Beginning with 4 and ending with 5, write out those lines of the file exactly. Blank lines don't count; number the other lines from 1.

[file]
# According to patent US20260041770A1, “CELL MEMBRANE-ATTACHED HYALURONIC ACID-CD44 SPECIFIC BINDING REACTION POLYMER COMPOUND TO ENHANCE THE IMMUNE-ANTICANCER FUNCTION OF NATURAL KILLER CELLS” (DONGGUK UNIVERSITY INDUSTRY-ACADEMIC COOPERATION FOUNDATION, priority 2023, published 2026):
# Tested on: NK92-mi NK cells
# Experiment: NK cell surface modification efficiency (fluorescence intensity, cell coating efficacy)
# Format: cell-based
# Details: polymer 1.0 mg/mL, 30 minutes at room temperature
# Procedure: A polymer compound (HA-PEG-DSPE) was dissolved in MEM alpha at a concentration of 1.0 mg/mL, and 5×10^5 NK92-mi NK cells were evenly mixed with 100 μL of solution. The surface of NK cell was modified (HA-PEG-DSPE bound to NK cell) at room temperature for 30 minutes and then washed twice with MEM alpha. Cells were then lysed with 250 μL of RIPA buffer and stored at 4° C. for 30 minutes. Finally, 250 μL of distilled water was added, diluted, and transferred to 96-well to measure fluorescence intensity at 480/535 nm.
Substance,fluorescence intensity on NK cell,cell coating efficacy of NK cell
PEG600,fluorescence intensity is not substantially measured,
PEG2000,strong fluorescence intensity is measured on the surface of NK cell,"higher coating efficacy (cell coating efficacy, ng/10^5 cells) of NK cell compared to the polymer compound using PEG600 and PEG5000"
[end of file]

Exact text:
# Format: cell-based
# Details: polymer 1.0 mg/mL, 30 minutes at room temperature